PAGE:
It doesn’t matter where the water is coming from, or how much water it is—any type of plumbing issue is a major headache for a homeowner. You’ve got to worry about stopping (or at least slowing down) the initial water flow, and calling a plumber to remedy the entire situation. If it’s really bad, you’ll also have to worry about repairing your drywall and flooring in order to ensure there’s no mold or mildew growth.
While every plumbing problem is bad, an overflowing toilet might be the worst of them all. Let’s face it: toilets are gross. The last thing you want is to have disgusting toilet water overflowing all over your floor. Thankfully, there are several things you can do to try to prevent an overflowing toilet:
- Never throw anything in the toilet: Hopefully by now you know that you should never throw anything into the toilet that’s not meant to be in there. Children, for whatever reason, seem to be naturally drawn to throwing toys into the toilet bowl. Be sure to teach them at a young age that toys aren’t meant to be in there. Flushing a toilet that’s clogged with a foreign object is a surefire way to cause an overflow.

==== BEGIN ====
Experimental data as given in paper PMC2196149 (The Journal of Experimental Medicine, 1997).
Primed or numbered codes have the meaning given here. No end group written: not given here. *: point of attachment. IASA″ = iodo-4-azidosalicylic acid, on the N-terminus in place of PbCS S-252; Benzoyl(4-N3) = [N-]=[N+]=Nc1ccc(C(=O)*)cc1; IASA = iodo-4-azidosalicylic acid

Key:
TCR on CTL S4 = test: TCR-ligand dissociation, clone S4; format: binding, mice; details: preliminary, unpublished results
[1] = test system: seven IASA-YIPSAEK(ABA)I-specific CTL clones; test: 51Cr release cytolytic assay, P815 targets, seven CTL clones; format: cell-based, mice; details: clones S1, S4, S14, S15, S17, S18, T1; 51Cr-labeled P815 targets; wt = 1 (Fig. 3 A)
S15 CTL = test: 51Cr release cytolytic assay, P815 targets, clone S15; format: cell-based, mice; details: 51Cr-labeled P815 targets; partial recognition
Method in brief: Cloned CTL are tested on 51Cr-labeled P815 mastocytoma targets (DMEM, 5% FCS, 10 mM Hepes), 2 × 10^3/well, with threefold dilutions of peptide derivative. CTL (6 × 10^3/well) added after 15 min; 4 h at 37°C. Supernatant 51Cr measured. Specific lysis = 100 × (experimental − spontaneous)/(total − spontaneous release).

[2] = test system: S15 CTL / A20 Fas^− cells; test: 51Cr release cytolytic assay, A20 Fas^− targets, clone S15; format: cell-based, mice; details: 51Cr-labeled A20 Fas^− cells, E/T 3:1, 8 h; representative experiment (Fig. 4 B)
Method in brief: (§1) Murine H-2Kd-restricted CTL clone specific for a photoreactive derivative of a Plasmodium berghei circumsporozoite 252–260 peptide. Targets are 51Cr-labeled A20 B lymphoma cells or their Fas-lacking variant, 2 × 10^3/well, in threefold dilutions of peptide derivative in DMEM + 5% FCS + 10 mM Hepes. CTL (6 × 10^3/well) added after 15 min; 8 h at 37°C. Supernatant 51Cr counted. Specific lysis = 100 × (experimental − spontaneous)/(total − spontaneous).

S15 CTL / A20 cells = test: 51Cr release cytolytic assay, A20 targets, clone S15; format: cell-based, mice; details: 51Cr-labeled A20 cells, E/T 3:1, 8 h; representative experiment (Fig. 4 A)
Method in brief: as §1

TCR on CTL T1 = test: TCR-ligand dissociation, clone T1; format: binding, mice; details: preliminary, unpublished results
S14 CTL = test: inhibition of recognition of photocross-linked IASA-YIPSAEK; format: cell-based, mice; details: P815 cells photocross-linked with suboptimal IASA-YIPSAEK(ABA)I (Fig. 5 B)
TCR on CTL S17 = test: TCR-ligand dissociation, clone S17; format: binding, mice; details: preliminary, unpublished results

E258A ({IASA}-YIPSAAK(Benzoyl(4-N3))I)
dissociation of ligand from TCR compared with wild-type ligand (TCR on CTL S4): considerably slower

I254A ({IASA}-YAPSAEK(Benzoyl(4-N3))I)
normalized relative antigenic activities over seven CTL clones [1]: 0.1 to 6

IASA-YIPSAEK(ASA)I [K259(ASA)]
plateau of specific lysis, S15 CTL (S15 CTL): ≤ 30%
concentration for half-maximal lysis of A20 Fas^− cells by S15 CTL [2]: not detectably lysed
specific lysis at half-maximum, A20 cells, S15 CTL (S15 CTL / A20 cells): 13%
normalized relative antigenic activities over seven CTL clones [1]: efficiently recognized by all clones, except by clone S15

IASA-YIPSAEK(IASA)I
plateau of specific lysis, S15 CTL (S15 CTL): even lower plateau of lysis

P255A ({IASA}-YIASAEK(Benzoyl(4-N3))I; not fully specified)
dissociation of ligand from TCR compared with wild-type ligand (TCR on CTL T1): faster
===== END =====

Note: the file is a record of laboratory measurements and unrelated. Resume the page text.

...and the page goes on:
- Flush often: While it may seem like a waste of water, you should flush your toilet nearly every time you use it. Keeping the toilet free from waste will help ensure it doesn’t suddenly overflow. Compare your monthly water bill to the cost of hiring a toilet overflow service in Washington, MO and you’ll quickly realize that it’s a better idea to use more water than to pay for a potentially expensive repair.
- Keep the lid closed: You can greatly decrease the chance of foreign objects being inadvertently knocked into the toilet by closing the lid after each use. You’d be surprised how often things from a bathroom sink—like hair and toothbrushes—can end up in the toilet. Gross!
- Regularly clean your toilet: Hopefully you already clean your toilet on a regular basis. Nasty germs and diseases build up rather quickly in toilet bowls, and having that stuff sitting in there simply isn’t good for your personal health, or for the condition of your bathroom. You should scrub the inside of your toilet with a disinfectant that’s designed to kill bacteria that grows in toilet bowls. If your home is connected to a septic system, you’ll need to hire a service to clean the septic tank every eight to 10 years.
- Call a plumber if you sense any problem: If you notice a toilet that’s slow to flush, or the water rises up higher than it should, call a plumber! Don’t wait until it’s too late and your whole bathroom is flooded.
If you do happen to find yourself in a situation where your toilet is overflowing, give Premier Carpet Care & Water Damage Restoration a call as soon as possible. Our toilet overflow service in Washington, MO will work quickly to stop the overflow problem. We are also fully capable of fixing any residual damage caused by the water.
Categorised in: Toilet Overflow Service
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